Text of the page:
Interplay by Ride album review by Ethan Rebalkin for Northern Transmissions




Today, Ride releases their new studio album Interplay via Wichita Recordings / PIAS. It marks the third album since reforming in 2014 and is a 12-track LP drenched in dream-pop, shoegaze, and brit-pop elements. They’ll be taking the album to the road, first in North America this May before heading across the pond for a Uk and Irish leg starting in September

Interplay kicks off with the very upbeat “Peace Sign,” an optimistic, pop-forward ripper of a tune. A driving drum rhythm leads the way, with sprawling synth-pads and echo-ladden guitars covering the rest of the sonic landscape. A chorus of lush vocal harmonies harken back to 60s pop-pioneers The Beach Boys, The Beatles or CSNY, but with the dreamy production of modern-shoegaze. “Last Frontier” is the second track on Interplay and immediately draws you in with intriguing modular-synths then a The Cure-esque guitar lead. Already, I’m noticing a very pop-forward approach to Interplay, and I’m all for it! All the melody’s are irresistibly catchy.

Acoustic guitar and vibrato-drenched synths sprawl across the beginning of “Light in a Quiet Room.” A 6-minute psych-rock ballad that keeps you guessing the whole way through. I’m reminded of the psychedelic pop-experimentation of Revolver-era Beatles, with the blown out guitar ending of a song you’d hear on Blonder Tongue Audio Baton by The Swirles. Sparkly Johnny Marr-inspired arpeggiated guitars and anthemic vocal melodies blast you off on “I Came to See the Wreck” before “Stay Free” brings you right back down to earth. “Stay gold / Stay away from the darkness” Andy Bell preaches while a fuzzed-out guitar lead peaks up and down just below the surface.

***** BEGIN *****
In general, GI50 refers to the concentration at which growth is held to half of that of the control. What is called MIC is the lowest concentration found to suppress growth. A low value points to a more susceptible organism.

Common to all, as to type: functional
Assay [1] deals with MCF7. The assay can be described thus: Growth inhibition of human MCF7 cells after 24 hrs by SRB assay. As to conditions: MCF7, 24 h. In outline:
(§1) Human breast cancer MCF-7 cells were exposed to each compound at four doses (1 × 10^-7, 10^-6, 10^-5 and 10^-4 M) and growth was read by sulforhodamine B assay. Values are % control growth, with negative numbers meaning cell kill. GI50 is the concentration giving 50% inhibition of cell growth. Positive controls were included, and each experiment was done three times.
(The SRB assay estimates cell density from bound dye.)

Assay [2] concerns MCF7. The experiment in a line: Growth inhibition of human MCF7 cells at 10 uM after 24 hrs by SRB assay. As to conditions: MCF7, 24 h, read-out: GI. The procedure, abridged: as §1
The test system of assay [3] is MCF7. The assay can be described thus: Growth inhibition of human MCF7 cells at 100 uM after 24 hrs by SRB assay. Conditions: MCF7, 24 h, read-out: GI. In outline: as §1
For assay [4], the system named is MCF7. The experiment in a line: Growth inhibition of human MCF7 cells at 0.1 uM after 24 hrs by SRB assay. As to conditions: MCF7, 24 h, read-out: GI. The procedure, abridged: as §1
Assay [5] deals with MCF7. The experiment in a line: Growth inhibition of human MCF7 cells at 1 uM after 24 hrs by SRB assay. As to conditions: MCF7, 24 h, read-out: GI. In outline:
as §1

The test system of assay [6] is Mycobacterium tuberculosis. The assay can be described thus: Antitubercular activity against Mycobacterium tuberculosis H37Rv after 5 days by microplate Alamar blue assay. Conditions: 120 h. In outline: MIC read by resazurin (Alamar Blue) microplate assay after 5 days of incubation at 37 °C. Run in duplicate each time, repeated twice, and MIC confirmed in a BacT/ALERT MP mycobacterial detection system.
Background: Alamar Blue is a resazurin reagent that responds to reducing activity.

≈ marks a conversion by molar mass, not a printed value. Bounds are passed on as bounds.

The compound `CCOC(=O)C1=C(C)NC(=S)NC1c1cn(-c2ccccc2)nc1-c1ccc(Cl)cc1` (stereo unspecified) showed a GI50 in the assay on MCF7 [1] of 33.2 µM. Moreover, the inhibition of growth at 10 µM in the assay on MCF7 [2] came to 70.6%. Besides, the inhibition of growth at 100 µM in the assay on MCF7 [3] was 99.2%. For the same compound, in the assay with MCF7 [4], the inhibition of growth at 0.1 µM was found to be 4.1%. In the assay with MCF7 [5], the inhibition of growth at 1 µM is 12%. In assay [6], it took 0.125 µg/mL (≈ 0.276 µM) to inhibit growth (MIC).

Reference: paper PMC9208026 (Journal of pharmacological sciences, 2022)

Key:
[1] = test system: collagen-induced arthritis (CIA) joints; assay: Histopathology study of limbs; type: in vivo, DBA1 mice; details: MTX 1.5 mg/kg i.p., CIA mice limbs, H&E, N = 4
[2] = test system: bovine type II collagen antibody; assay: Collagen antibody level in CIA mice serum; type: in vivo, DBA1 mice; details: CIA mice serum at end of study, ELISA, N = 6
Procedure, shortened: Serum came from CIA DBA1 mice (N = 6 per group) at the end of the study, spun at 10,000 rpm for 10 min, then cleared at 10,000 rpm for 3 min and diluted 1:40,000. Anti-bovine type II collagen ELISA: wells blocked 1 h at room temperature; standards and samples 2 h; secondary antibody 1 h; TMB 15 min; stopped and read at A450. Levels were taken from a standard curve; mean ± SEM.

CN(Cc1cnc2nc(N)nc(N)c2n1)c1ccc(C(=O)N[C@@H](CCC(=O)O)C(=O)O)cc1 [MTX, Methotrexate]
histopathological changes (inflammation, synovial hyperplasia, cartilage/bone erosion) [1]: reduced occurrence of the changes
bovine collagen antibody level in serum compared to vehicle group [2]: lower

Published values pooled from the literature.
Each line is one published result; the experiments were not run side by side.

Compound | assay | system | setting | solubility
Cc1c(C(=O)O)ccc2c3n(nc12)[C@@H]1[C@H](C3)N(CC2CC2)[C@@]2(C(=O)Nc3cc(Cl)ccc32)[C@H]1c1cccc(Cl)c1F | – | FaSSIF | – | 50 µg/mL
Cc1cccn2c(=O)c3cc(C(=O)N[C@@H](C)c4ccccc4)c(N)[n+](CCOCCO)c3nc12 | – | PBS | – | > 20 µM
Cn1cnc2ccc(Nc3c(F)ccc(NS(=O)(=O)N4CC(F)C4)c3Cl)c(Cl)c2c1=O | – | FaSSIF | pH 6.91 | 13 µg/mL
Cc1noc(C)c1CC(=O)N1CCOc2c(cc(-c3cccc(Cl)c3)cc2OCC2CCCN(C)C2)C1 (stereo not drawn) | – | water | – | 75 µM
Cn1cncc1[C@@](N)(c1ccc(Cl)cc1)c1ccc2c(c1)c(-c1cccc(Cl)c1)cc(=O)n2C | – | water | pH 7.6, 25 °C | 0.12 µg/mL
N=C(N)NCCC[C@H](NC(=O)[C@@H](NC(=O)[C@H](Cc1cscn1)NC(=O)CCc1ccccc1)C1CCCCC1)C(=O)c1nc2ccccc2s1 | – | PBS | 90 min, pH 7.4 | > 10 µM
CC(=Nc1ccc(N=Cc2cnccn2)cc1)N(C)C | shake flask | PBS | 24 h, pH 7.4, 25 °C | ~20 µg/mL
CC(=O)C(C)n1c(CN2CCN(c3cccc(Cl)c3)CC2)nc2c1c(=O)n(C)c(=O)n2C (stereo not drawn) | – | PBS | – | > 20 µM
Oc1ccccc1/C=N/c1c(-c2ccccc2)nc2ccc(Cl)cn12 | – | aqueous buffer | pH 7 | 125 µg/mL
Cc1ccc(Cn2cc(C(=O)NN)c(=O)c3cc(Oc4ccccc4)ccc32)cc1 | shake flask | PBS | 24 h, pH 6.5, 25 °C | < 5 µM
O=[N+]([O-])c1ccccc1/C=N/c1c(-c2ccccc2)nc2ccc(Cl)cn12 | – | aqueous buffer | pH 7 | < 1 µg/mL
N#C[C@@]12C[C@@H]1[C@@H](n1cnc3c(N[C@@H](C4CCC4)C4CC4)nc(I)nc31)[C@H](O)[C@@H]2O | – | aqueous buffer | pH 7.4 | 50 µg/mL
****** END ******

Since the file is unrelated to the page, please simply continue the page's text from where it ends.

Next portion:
“Last Night I Went Somewhere to Dream” has the pop-approachability of an early-2000’s U2 single with the signature swells and washes of guitar and synths that made Ride a staple in the shoegaze zeitgeist. With a bassline and synth-tone that reminds me of Bowery Electric or Cocteau Twins, ”Midnight Rider” delivers another straight ahead groover for the B-side of Interplay.

Ride takes you on a 7-minute long trip through time and space on “Essaouira,” second last track on Interplay, and easily the most spacious, meditative and epic. “More, Information / No soul will be left alone,” Ride sings. One could interpret this tension Ride is sharing on “Essaouira” as a frustration with the over-saturation of information available to us and the overwhelming nature of our modern world. Feeling drowned in the negativity that can be found right at your fingertips while simultaneously feeling hopeless to fight it. Ride continues to fight the good fight on Interplay and provide another welcome addition to the shoegaze canon.

order Interplay by Ride HERE


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